KENYA – Fresh national statistics unveiled Tuesday show that Kenya’s gross domestic product (GDP) was last year underestimated by a quarter.

But the latest update of national accounts, technically known as rebasing, has put the GDP figure for 2013 at Sh4.75 trillion ($53.2 billion), some 25 per cent higher than the earlier estimate of Sh3.8 trillion.

The rebasing involved changing the base year used in working out GDP from 2001 to 2009 and reclassifying economic sectors for greater data accuracy.

This has helped Kenya go up four places on comparative GDP tables to overtake countries such as Ethiopia, Tunisia and Ghana and claim position nine from the previous rank of 12th in Africa. The country also jumped about ten spots globally from position 87, overtaking nations such as Guatemala, Bulgaria, Costa Rica and Lebanon.

“We are now the ninth-largest economy in Africa,” said Zachary Mwangi, acting director-general of the Kenya National Bureau of Statistics (KNBS). “We were previously number 13 (sic) in the continent.”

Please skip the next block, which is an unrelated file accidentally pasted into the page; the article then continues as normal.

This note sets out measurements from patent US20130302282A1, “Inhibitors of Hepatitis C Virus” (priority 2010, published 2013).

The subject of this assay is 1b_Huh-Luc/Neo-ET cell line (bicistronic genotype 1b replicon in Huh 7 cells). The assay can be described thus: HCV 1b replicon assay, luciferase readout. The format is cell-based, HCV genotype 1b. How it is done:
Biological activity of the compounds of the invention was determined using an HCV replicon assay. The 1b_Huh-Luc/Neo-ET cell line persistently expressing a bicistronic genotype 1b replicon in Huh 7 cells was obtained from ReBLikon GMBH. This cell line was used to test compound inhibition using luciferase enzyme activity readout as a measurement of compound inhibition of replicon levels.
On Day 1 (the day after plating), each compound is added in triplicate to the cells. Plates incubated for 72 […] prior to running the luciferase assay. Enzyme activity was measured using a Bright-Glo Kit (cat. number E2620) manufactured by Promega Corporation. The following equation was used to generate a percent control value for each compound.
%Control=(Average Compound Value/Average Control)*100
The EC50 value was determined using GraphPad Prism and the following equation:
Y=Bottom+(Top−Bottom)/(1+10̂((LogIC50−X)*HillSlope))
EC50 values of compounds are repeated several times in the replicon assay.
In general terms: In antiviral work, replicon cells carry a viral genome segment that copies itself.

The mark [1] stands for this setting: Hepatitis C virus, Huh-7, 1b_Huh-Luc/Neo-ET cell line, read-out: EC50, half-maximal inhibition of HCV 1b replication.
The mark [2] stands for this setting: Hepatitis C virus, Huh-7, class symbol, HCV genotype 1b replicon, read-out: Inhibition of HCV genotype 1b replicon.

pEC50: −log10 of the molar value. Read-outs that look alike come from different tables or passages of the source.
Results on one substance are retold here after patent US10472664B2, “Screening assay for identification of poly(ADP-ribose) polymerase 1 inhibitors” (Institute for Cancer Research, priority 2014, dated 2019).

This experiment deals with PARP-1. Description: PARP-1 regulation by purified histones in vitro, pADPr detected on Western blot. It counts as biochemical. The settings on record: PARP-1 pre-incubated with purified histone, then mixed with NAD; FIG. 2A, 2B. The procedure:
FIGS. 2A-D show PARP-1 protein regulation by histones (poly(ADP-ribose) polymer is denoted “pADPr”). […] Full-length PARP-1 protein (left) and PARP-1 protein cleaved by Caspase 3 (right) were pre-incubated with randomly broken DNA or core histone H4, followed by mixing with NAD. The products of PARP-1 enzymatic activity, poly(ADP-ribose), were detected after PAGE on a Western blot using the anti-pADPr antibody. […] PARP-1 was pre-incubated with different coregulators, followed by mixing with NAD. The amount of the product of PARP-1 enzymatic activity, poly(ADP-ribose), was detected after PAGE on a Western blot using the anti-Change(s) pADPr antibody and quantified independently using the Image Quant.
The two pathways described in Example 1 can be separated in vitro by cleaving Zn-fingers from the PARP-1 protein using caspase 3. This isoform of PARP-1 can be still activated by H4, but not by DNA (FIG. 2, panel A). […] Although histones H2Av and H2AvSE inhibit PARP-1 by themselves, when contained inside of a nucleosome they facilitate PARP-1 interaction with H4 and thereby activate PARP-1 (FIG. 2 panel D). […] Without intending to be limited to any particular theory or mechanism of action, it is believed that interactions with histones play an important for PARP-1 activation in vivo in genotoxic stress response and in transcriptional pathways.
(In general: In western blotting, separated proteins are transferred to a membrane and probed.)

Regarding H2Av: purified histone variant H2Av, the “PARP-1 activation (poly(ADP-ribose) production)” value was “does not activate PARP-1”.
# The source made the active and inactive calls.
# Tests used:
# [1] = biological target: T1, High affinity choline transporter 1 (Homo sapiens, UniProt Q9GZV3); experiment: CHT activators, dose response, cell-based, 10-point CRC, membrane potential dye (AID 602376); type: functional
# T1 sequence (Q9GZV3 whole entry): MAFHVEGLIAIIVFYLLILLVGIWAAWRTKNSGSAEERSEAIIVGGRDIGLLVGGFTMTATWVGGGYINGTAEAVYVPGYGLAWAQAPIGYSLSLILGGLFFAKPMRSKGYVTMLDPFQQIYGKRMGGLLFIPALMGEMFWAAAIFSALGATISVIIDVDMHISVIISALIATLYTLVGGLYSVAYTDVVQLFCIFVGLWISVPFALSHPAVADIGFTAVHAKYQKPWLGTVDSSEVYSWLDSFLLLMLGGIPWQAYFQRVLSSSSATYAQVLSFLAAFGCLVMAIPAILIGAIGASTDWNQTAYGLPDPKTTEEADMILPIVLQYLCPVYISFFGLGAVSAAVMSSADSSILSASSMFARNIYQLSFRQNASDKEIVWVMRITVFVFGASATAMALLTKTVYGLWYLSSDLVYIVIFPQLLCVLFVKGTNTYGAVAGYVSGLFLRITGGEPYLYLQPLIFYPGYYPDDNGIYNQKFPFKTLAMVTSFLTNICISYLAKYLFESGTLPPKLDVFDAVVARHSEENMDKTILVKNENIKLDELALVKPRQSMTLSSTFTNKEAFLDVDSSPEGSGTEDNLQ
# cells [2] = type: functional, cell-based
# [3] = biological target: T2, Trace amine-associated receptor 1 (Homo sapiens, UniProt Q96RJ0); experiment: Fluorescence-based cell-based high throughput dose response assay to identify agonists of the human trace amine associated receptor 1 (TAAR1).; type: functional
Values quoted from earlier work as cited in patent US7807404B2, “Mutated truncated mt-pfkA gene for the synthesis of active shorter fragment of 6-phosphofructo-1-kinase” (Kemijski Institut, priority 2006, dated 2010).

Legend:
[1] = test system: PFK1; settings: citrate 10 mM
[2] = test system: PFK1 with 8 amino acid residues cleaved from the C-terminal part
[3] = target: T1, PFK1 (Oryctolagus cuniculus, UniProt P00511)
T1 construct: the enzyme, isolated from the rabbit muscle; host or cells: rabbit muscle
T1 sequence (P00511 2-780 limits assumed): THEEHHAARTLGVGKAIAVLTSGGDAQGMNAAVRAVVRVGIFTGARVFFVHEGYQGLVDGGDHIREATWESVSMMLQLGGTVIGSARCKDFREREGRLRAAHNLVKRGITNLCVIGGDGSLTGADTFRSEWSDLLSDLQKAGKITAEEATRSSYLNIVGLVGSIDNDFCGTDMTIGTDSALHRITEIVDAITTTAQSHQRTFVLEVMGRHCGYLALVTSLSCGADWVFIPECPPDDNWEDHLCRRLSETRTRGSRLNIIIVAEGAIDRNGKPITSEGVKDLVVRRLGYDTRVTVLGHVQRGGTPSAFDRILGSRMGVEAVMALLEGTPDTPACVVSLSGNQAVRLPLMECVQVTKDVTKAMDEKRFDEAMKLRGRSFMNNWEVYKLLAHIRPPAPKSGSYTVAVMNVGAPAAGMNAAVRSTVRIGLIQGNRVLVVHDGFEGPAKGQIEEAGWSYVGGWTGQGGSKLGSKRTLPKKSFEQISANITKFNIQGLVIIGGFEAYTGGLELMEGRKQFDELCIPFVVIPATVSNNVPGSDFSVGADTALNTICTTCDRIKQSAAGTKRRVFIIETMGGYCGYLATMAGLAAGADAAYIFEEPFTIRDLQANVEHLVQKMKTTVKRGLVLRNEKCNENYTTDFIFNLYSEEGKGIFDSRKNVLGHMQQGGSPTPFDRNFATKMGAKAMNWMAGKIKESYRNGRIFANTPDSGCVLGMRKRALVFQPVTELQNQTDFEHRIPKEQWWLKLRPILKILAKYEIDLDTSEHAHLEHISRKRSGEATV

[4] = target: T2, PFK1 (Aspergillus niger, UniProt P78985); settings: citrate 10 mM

Nigeria, which also rebased its GDP in April, overtook South Africa to be the continent’s largest economy, while Egypt is placed third. Algeria is ranked fourth followed by oil-rich Angola, Morocco, Libya and Sudan.

Kenya has, since independence, been classified as a low-income economy in the ranks of peers such as Somalia, Central African Republic, Haiti and Bangladesh.

The new rankings, incorporating Kenya’s revised figures, place Tanzania’s economy at position 13 in size, Uganda (18th), Rwanda (34th) and Burundi as having the region’s tiniest GDP ranked at number 43 in Africa. 

Tanzania is expected to complete its own rebasing this year and see its GDP ($32 billion) restated as about 20 per cent larger once the mining and natural gas sectors are properly accounted for. Its ranking is not expected to change.

Kenya’s GDP per capita has now risen to Sh116,037 ($1,246), surpassing the $1,045 threshold set by the World Bank for a country to join the lower middle-income bracket.

The Washington-based global lender groups countries in four classes: low income for those with GDP per capita of $1,045 or less, lower middle income from $1,045 to $4,125, upper middle income at between $4,126 to $12,745 and high income economies at $12,746 or more.

Devolution and Planning Secretary Anne Waiguru said the higher GDP per capita does not mean Kenya has attained the Vision 2030 goals ahead of time, noting that there remains the challenge of equitable access and sharing of resources.

October 1, 2014;